May 27th 2019- August 16th 2019
IMPORTANT SPRING 2019 DATES
April 15th- June 10th 2019 - Registration Period for Summer
June 10th 2019- Last day to Add/Drop for Summer Courses
June 10th 2019- Payment in full due for Summer 2019 courses (or payment plan)
June 24th 2019- Last Day for Partial Refund for Courses (50%)
July 19th 2019- Last Day to Withdraw and Receive a “W”
August 13th- 16th 2019- Finals Week for Summer 2019
Distributive Learning and Course Modalities
All of our courses are formatted in a distributive learning, which is an educational and formational model that allows a member of a learning community (students, faculty, and staff) to access content and community life while being located in different, non-centralized locations. Elements may occur synchronously (at the same time from either the same or different places/spaces), asynchronously (at different times from the same place or different places/spaces), or in a blended format.
ACTS uses the following terms to better express how the course will occur:
Synchronously – a course where instruction takes place with student and instructor physically present or online at the same time. Attendance and participation are typically taken for these courses from the live sessions.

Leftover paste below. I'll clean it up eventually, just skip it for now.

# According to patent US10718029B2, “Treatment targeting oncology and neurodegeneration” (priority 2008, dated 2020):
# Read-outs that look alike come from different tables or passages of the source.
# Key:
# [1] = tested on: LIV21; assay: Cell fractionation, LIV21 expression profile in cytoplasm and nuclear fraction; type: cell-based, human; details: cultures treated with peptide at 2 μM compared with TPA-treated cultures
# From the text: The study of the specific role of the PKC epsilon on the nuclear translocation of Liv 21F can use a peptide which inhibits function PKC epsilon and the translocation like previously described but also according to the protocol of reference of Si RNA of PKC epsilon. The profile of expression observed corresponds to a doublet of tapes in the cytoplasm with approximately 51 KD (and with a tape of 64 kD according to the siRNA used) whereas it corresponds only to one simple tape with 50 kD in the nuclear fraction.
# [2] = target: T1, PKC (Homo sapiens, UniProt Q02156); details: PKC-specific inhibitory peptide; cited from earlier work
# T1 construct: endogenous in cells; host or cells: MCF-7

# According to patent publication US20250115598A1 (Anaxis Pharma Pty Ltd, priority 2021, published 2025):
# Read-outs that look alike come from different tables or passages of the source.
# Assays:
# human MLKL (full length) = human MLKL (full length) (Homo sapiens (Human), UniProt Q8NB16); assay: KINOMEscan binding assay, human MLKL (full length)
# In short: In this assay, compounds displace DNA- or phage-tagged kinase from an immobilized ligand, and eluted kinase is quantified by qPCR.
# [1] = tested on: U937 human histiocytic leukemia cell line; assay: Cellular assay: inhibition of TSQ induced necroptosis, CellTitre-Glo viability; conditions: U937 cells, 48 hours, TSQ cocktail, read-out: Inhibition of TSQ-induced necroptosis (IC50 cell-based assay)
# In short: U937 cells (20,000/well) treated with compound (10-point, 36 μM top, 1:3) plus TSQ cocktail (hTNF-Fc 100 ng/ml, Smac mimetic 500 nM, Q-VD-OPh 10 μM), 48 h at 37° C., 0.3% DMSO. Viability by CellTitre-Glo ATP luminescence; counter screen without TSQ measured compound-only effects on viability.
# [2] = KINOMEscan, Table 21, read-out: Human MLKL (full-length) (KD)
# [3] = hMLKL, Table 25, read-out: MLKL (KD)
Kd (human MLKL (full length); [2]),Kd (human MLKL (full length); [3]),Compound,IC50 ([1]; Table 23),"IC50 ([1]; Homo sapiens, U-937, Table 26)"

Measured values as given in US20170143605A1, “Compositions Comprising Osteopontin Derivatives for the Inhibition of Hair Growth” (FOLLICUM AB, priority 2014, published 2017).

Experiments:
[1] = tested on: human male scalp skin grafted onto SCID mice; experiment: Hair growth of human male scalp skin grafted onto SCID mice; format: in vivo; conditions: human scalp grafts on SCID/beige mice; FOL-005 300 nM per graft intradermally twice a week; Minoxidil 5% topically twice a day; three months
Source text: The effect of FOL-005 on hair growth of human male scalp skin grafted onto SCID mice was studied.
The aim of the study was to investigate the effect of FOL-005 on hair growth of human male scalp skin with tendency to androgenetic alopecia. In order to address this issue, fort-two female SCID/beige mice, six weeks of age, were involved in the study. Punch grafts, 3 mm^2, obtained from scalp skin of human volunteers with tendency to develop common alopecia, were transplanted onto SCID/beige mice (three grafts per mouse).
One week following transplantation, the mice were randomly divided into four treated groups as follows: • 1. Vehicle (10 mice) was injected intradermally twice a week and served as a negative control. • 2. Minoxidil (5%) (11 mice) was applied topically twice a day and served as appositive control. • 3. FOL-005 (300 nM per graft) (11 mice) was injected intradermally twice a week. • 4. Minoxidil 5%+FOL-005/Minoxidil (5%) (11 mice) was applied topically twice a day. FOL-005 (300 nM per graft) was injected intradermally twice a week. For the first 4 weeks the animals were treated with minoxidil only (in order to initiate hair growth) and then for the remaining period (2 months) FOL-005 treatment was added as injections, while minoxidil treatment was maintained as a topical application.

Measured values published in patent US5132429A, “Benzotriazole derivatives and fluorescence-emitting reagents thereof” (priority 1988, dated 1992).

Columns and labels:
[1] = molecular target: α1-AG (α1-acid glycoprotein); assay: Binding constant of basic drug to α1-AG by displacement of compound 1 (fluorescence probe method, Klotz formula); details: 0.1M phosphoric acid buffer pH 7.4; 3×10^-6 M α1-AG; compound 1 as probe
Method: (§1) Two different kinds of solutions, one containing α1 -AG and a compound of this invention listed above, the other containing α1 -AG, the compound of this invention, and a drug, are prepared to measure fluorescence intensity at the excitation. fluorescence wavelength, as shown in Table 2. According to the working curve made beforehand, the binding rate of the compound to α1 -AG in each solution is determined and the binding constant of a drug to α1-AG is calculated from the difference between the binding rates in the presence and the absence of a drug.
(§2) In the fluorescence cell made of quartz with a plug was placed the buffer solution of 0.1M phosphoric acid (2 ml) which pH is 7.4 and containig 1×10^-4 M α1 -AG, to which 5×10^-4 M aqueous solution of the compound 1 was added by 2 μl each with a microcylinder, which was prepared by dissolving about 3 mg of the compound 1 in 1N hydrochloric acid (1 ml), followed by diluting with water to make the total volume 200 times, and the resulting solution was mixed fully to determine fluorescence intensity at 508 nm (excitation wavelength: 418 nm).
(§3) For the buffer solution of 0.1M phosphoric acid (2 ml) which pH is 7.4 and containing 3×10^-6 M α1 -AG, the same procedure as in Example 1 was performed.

Asynchronously- The Asynchronous Learning model gives students the option (but not the requirement) of attending the course online at the same time of instruction or at anytime during the week such that they meet the weekly requirements in the syllabus. Instructors provide materials, lectures, tests, and assignments throughout the course.
Intensive Courses – a course where classes gather face-to-face over a short period of time, either live online or in person usually for 1 or 2 weeks, but other formats have been done. Almost all instruction is classroom-based, engaged in these intensive periods, this is a synchronous course.
Blended Courses – a course that meet 3 to 7 times live online or live on campus , on different days, plus online asynchronous learning.
1. ACTS 2001 INTRODUCTION TO THEOLOGICAL RESEARCH AND WRITING.
This seminar introduces seminary students to graduate-level research and writing skills with specific attention to academic writing, theological research, citations, and elements of writing style. The seminar introduces the nature of theological reflection and “thinking theologically” concerning various topics and issues they encounter in academic study and ministry.This course is a prerequisite for all programs.
2. ACTS 2990 COPTIC LANGUAGE 1 with Professor Hany Takla (ASL) on TUESDAYS from 6:00-9:00pm PST.
This course will introduce students to the basics of reading Coptic. No prior knowledge of the ancient Egyptian language or Greek is required. The course will include grammar, morphology, syntax, and hundreds of vocabulary words. Following this course, students should be able to read passages in the New Testament. This course is a prerequisite for the MTS.
3. ACTS 3082 COPTIC ETHICS with Dr. Stephen Meawad (SYnchronous) on WEDNESDAYS from 6:00-8:30pm PST.